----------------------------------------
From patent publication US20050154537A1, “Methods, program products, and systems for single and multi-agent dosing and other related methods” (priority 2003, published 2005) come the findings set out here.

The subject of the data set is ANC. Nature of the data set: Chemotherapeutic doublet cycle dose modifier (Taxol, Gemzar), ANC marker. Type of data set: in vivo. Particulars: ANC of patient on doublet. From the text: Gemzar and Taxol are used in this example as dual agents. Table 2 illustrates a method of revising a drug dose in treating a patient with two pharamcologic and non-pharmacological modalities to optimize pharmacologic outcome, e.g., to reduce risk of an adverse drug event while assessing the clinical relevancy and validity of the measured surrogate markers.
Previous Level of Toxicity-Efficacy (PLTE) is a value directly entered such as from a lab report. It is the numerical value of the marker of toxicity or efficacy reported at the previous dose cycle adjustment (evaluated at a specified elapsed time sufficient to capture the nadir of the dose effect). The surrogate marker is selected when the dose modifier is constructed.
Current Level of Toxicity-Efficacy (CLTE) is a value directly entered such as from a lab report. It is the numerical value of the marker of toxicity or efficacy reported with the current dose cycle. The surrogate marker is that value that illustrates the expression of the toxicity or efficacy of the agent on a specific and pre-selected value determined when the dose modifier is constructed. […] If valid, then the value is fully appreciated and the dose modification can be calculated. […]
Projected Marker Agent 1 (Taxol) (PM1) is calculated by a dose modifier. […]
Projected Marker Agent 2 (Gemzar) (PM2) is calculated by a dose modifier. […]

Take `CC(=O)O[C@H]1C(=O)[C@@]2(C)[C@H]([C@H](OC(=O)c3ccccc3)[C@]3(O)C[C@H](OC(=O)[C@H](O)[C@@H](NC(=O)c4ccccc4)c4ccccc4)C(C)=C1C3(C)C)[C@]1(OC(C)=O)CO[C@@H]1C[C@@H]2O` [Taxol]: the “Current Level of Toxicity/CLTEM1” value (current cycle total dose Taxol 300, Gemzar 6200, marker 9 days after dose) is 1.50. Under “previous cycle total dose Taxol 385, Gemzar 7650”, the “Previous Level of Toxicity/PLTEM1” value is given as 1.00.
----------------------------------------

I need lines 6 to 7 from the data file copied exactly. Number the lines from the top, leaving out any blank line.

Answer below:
Projected Marker Agent 2 (Gemzar) (PM2) is calculated by a dose modifier. […]

Take `CC(=O)O[C@H]1C(=O)[C@@]2(C)[C@H]([C@H](OC(=O)c3ccccc3)[C@]3(O)C[C@H](OC(=O)[C@H](O)[C@@H](NC(=O)c4ccccc4)c4ccccc4)C(C)=C1C3(C)C)[C@]1(OC(C)=O)CO[C@@H]1C[C@@H]2O` [Taxol]: the “Current Level of Toxicity/CLTEM1” value (current cycle total dose Taxol 300, Gemzar 6200, marker 9 days after dose) is 1.50. Under “previous cycle total dose Taxol 385, Gemzar 7650”, the “Previous Level of Toxicity/PLTEM1” value is given as 1.00.